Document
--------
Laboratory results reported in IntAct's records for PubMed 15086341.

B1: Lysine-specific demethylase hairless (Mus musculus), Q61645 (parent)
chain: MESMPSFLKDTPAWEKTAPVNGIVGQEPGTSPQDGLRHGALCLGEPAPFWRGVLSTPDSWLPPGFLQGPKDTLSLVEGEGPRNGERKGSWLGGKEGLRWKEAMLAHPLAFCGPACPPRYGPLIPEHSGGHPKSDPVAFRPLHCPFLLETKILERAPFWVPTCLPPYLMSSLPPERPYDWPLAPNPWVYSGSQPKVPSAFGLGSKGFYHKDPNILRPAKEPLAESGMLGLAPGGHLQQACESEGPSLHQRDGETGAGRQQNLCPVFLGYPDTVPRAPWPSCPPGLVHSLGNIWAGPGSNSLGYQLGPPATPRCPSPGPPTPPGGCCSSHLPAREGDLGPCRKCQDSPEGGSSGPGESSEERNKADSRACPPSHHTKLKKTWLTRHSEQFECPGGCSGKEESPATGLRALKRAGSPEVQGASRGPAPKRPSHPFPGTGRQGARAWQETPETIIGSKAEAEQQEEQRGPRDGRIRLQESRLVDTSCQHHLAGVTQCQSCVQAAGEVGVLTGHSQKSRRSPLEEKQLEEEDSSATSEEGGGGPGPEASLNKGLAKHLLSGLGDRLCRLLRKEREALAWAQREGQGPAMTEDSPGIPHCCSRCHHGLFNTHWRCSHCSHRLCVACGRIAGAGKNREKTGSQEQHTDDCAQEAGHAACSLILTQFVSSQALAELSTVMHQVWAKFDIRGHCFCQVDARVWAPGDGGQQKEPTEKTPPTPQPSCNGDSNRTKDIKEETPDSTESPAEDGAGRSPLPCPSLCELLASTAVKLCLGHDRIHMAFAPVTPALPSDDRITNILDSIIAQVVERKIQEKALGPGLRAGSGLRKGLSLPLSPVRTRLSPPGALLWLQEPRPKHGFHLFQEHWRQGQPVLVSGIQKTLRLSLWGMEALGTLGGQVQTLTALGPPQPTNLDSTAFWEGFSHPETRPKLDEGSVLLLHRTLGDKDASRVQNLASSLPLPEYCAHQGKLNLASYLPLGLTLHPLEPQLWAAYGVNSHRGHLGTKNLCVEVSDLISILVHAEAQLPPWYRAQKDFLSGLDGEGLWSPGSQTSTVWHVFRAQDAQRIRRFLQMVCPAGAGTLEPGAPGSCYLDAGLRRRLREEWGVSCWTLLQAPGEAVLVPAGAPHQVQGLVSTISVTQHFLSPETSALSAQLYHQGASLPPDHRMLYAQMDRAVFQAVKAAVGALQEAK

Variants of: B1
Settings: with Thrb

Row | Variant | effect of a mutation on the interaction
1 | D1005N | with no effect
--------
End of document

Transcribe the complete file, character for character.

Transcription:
Laboratory results reported in IntAct's records for PubMed 15086341.

B1: Lysine-specific demethylase hairless (Mus musculus), Q61645 (parent)
chain: MESMPSFLKDTPAWEKTAPVNGIVGQEPGTSPQDGLRHGALCLGEPAPFWRGVLSTPDSWLPPGFLQGPKDTLSLVEGEGPRNGERKGSWLGGKEGLRWKEAMLAHPLAFCGPACPPRYGPLIPEHSGGHPKSDPVAFRPLHCPFLLETKILERAPFWVPTCLPPYLMSSLPPERPYDWPLAPNPWVYSGSQPKVPSAFGLGSKGFYHKDPNILRPAKEPLAESGMLGLAPGGHLQQACESEGPSLHQRDGETGAGRQQNLCPVFLGYPDTVPRAPWPSCPPGLVHSLGNIWAGPGSNSLGYQLGPPATPRCPSPGPPTPPGGCCSSHLPAREGDLGPCRKCQDSPEGGSSGPGESSEERNKADSRACPPSHHTKLKKTWLTRHSEQFECPGGCSGKEESPATGLRALKRAGSPEVQGASRGPAPKRPSHPFPGTGRQGARAWQETPETIIGSKAEAEQQEEQRGPRDGRIRLQESRLVDTSCQHHLAGVTQCQSCVQAAGEVGVLTGHSQKSRRSPLEEKQLEEEDSSATSEEGGGGPGPEASLNKGLAKHLLSGLGDRLCRLLRKEREALAWAQREGQGPAMTEDSPGIPHCCSRCHHGLFNTHWRCSHCSHRLCVACGRIAGAGKNREKTGSQEQHTDDCAQEAGHAACSLILTQFVSSQALAELSTVMHQVWAKFDIRGHCFCQVDARVWAPGDGGQQKEPTEKTPPTPQPSCNGDSNRTKDIKEETPDSTESPAEDGAGRSPLPCPSLCELLASTAVKLCLGHDRIHMAFAPVTPALPSDDRITNILDSIIAQVVERKIQEKALGPGLRAGSGLRKGLSLPLSPVRTRLSPPGALLWLQEPRPKHGFHLFQEHWRQGQPVLVSGIQKTLRLSLWGMEALGTLGGQVQTLTALGPPQPTNLDSTAFWEGFSHPETRPKLDEGSVLLLHRTLGDKDASRVQNLASSLPLPEYCAHQGKLNLASYLPLGLTLHPLEPQLWAAYGVNSHRGHLGTKNLCVEVSDLISILVHAEAQLPPWYRAQKDFLSGLDGEGLWSPGSQTSTVWHVFRAQDAQRIRRFLQMVCPAGAGTLEPGAPGSCYLDAGLRRRLREEWGVSCWTLLQAPGEAVLVPAGAPHQVQGLVSTISVTQHFLSPETSALSAQLYHQGASLPPDHRMLYAQMDRAVFQAVKAAVGALQEAK

Variants of: B1
Settings: with Thrb

Row | Variant | effect of a mutation on the interaction
1 | D1005N | with no effect